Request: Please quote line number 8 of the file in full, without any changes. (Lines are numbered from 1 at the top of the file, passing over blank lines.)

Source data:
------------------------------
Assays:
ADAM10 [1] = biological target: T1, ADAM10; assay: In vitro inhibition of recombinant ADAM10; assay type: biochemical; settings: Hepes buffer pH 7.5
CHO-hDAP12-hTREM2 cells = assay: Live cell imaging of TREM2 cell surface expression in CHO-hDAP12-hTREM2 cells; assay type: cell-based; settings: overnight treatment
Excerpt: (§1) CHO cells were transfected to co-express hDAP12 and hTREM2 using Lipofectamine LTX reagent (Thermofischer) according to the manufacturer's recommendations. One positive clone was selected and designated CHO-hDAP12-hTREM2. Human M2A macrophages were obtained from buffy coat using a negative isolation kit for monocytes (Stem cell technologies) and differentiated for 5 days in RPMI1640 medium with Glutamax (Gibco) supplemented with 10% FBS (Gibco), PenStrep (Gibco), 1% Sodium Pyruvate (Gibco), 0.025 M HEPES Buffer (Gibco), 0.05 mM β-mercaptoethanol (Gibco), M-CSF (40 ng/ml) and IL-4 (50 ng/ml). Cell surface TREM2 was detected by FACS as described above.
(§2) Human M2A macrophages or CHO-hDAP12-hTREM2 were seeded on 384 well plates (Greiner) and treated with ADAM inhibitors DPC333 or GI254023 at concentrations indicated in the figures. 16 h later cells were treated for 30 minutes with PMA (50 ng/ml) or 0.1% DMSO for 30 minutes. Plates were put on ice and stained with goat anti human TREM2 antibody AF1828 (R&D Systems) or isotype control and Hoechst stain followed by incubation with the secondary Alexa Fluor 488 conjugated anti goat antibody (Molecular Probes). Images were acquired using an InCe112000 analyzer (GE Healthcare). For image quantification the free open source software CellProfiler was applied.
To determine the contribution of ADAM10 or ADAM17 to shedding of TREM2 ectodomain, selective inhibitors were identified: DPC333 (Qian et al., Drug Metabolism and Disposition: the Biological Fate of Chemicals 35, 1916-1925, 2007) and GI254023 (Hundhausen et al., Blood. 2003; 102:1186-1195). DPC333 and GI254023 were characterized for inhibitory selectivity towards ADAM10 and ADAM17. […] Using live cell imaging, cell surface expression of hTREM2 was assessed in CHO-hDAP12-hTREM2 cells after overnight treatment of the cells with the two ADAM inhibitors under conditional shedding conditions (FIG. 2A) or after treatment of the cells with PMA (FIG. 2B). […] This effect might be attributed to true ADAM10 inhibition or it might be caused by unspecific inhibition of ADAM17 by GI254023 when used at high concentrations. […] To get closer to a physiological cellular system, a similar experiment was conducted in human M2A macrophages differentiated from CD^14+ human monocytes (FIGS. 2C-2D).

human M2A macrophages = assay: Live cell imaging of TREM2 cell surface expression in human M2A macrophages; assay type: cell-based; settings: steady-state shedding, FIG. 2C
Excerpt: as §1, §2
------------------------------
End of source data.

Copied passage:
Excerpt: as §1, §2